It's not the first time that national media has seized the opportunity to implicate the Tea Party in the wake of a shooting. After former Rep. Gabrielle Giffords was shot in Tucson, Ariz., last year, and six people were left dead, the media jumped to the conclusion that the alleged shooter was motivated by political animosity toward the Democrat. Commentators also rushed to blame Sarah Palin, who, in political action committee mailings, used crosshairs to illustrate which House districts — including Giffords' — she was "targeting." Oddly, no one mentioned that politicians and political groups in both parties have often used bullseyes and crosshair symbols for the exact same purpose without being blamed for inciting a killing spree. Eventually, we learned that the accused perpetrator Jared Loughner not only had no connection to the Tea Party, but apparently none to reality, either.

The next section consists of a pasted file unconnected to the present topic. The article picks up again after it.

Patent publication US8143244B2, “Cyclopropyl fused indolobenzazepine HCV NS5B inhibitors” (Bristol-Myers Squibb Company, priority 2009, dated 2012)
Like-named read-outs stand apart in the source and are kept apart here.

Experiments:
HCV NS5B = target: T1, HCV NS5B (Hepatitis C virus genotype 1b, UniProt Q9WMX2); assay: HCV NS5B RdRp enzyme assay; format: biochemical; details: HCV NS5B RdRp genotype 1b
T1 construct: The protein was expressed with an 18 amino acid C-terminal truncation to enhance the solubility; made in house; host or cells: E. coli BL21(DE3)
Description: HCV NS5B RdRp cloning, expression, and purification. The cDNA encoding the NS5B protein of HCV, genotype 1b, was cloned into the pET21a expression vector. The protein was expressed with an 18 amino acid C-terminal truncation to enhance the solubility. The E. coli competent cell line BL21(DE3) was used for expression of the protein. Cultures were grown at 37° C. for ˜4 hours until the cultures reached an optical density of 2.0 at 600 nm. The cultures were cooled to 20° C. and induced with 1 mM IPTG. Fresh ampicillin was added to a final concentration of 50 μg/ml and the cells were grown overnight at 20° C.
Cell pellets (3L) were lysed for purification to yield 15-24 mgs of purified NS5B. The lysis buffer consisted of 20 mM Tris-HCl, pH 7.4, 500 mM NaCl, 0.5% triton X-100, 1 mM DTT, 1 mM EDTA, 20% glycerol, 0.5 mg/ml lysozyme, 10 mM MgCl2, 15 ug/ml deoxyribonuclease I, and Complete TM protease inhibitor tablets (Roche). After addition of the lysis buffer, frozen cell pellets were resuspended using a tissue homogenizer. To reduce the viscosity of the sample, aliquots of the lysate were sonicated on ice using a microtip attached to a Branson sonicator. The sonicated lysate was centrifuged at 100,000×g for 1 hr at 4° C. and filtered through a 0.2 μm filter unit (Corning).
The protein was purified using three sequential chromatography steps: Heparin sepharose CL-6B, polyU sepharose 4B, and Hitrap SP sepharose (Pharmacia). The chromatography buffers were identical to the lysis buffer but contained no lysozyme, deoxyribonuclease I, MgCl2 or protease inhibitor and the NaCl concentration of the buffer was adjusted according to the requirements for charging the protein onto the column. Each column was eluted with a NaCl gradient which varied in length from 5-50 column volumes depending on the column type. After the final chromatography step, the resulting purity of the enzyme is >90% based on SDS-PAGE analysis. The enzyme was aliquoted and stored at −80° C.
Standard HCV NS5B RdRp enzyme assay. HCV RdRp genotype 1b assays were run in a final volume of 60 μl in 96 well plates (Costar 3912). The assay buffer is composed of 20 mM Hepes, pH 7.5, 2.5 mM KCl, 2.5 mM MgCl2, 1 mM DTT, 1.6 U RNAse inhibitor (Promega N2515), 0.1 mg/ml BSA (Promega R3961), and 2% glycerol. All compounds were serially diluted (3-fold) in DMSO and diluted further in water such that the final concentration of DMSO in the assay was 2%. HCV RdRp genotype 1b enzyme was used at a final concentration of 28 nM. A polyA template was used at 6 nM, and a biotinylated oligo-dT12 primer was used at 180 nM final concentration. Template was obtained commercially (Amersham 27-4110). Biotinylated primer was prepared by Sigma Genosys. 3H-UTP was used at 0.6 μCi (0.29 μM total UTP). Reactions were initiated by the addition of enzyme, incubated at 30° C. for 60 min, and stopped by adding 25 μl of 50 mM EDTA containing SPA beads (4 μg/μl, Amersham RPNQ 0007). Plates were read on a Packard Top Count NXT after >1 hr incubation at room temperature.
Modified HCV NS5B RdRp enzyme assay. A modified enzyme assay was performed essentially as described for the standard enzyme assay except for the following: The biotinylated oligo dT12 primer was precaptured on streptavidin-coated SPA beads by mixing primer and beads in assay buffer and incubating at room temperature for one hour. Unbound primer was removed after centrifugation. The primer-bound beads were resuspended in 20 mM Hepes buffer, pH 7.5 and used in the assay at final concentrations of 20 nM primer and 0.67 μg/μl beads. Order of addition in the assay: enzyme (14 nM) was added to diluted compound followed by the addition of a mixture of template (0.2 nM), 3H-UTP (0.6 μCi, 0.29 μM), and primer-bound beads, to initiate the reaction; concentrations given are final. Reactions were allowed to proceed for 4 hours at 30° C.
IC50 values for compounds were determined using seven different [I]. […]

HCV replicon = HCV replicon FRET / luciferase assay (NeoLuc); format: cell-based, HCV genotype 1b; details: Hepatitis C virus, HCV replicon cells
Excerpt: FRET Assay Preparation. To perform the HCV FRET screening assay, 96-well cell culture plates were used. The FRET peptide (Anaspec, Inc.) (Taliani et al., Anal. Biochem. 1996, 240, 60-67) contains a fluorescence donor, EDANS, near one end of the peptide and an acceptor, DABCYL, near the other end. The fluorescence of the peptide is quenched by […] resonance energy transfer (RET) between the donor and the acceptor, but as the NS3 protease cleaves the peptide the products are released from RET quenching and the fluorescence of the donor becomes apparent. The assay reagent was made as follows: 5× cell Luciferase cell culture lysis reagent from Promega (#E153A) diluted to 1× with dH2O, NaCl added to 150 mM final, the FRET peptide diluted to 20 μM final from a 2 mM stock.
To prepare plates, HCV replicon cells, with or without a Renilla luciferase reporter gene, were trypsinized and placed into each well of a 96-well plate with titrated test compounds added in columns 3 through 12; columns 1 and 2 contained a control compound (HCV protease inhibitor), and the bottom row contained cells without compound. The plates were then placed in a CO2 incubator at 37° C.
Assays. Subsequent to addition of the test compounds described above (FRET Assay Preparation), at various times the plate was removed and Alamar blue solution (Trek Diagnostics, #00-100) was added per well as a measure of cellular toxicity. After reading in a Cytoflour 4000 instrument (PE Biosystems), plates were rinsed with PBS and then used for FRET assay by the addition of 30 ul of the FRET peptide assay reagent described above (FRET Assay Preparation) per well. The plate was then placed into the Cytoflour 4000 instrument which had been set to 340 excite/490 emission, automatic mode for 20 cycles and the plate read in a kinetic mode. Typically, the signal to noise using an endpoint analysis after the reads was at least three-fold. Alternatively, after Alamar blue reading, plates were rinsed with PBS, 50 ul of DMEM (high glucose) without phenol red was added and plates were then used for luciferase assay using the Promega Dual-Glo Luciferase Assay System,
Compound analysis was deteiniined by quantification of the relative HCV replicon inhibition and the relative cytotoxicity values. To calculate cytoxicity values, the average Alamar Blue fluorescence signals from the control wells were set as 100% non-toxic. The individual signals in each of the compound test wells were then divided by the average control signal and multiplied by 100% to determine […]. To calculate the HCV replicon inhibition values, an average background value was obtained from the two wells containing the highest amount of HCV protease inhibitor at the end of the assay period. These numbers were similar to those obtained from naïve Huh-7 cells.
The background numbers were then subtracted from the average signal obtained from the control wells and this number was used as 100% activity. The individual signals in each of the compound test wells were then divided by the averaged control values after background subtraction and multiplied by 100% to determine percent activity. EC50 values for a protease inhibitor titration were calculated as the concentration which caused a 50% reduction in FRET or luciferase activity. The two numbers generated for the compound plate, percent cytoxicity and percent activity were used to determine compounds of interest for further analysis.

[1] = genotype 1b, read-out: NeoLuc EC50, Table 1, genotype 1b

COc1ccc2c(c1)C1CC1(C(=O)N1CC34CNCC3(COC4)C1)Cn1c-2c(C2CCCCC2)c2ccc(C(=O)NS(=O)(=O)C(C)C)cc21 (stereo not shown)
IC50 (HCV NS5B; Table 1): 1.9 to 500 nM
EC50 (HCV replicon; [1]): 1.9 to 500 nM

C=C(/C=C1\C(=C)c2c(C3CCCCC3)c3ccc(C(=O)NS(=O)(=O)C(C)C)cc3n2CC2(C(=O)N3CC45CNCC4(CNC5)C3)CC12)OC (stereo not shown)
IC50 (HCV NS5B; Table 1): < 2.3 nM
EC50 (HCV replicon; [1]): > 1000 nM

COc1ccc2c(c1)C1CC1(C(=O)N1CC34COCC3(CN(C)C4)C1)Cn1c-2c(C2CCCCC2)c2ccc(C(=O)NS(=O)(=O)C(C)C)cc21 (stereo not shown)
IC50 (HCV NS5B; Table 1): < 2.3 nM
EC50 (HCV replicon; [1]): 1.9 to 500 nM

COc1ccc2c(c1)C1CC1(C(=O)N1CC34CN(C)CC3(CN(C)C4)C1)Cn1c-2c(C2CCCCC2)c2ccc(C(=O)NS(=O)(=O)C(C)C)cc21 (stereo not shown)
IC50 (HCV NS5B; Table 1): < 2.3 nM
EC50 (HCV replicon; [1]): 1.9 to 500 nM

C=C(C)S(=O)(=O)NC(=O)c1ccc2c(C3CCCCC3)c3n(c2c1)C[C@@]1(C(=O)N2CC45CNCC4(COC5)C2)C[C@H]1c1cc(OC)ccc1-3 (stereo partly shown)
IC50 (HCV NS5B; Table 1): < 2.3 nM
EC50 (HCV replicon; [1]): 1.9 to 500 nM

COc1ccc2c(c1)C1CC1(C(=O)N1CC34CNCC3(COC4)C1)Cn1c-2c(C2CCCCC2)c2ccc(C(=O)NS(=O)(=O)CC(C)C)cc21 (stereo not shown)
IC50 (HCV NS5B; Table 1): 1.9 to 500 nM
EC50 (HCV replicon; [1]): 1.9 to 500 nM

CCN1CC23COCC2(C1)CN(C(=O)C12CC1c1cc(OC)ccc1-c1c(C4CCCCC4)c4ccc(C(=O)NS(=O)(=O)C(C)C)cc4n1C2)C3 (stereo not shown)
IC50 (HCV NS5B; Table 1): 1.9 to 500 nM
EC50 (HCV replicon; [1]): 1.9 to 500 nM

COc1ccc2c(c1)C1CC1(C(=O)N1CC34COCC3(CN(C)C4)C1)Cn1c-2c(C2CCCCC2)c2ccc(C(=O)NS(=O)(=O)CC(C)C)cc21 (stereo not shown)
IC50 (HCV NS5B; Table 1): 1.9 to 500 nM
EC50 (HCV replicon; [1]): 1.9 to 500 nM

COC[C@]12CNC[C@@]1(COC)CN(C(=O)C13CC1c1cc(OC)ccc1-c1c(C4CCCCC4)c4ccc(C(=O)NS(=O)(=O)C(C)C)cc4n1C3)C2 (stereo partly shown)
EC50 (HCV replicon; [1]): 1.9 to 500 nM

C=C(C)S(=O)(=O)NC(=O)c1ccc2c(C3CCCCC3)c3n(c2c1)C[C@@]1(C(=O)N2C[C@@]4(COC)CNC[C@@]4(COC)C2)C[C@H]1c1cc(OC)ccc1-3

Americans have repeatedly rejected an expansion of gun control because it doesn't work.

At least in the Arizona case, the shooting of a member of Congress might excuse the impulse to blame extreme politics. The Aurora massacre provides no such excuse. The shooting took place at a midnight showing of the new Dark Knight movie, with no political figures in attendance. Despite the fact that the massacre had just taken place a few hours earlier, and the only detail ABC had was a name, Ross' first apparent instinct was to look for a Tea Party connection.

Small wonder, then, that conservatives have balked at conducting a debate on gun control in the midst of such irresponsible behavior by the media. Though, in actuality, the main reason so few are interested in the debate is because it has largely been fought and decided. Americans have repeatedly rejected an expansion of gun control because it doesn't work. Look no further than Aurora, where both the city and the theater where the shooting occurred have rules forbidding the carrying of any firearms (the city statute was deemed unenforceable, however, because of the state's concealed-carry permit statute). On top of that, no one can fire a weapon within Aurora city limits except at gun ranges — not even, apparently, in self-defense. Of course none of that stopped the perpetrator in this case from committing the murders.